Tips for Storing Fuel for Emergencies
Having an emergency supply of fuel can help create warmth in your home to assist in regulating your body temperature, assist in cooking food, and also help in powering essential emergency tools such as generators, and household appliances. Ensure that you have purchased proper fuel storage containers or tanks for safety.
However, storing fuel for short or long-term disasters is not without its own set of unique challenges. Storing fuel can create fire hazards if not stored properly. Ensuring that you follow safety regulations for properly storing fuel, and knowing the regulatory issues associated with storing fuel will help you in your fuel storage preparedness. Contacting fuel dealers that are in your area can also provide you with a host of useful information on the issue, and on alternatives.
To ensure maximum safety, follow these guidelines when storing fuel:
• Use proper fuel containers to store fuel in
• Keep fuel dry
• For safety reasons store fuel in an isolated area. Do not sore fuel near your home or near appliances such as water tanks
• Do not store fuel near ammunition
• Store fuel downwind from any homes or buildings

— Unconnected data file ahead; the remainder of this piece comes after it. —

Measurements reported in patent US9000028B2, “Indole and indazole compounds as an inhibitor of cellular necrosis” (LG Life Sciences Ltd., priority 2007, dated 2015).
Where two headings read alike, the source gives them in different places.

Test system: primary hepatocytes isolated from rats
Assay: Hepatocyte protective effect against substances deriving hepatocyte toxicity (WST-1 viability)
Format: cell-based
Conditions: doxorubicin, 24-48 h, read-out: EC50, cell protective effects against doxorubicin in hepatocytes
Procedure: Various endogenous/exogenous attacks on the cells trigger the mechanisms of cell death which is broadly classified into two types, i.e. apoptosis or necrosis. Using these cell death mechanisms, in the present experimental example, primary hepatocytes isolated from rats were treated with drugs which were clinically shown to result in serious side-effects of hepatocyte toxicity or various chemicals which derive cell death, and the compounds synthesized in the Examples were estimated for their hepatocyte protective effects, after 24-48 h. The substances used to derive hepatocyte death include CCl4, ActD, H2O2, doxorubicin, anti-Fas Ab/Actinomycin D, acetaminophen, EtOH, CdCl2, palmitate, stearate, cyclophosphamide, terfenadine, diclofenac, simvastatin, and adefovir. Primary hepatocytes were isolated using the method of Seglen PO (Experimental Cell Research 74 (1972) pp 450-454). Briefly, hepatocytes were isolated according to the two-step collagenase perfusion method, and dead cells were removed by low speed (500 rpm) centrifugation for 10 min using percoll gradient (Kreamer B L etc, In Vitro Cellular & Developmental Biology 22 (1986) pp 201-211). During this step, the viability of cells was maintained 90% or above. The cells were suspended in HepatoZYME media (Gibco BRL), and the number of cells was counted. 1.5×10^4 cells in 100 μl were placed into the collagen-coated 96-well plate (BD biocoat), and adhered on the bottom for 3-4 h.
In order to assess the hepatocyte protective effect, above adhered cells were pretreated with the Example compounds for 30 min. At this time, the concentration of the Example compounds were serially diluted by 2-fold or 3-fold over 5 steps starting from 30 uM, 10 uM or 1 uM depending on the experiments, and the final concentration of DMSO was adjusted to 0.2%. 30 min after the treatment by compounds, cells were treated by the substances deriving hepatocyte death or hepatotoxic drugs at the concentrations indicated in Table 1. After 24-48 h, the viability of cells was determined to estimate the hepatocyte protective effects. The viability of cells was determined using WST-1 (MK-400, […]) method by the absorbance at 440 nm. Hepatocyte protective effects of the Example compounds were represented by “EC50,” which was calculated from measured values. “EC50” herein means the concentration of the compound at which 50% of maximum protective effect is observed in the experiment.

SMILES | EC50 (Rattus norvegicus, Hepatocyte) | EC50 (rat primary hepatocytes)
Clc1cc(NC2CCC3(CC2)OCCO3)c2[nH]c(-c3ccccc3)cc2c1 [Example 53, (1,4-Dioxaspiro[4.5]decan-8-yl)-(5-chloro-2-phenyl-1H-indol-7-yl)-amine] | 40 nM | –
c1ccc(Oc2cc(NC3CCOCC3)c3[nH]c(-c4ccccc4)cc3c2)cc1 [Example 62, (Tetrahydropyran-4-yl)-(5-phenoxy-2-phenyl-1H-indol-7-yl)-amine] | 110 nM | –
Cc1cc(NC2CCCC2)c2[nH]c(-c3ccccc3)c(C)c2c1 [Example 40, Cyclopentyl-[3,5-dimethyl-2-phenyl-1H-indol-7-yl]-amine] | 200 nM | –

• Store fuel in a cool, dark area away from any sunlight or high temperature fluctuations.
• Rotate your fuel supply regularly
• Have a fire extinguisher on hand in the area where the fuel is stored
• Check the storage containers or tanks regularly to ensure that the fuel is safely stored away and that there are not any signs of leaking
Knowing how much fuel to store is dependent largely on what you plan to use the fuel for during an emergency. If you wanted to only run a generator with gasoline to power your home and appliances during the day, plan on using 4-8 liters of fuel per hour. In a 72 hour emergency where you are reliant on yourself to provide power, plan on needing a minimum 180 litres of fuel. Small portable generators cost between $400 and $700, but they must be operated outside and can only be plugged into a limited number of appliances at once.
Remember, any appliance in the home that burns a fuel, whether it’s a gas appliance or a stove, if the home stays closed and there’s no way to bring fresh air in and oxygen, there is significant risk for a CO (carbon monoxide) issue. Even the carbon monoxide emitted by candles can lead to poisoning if they’re left burning for an extended period of time without fresh air flowing into the home. Placing generators or barbecues inside a garage, particularly those with poor ventilation, should be avoided entirely.
When making fuel storage preparations, think about what types of fuels your emergency equipment will need, and prepare accordingly:
• Diesel Fuel
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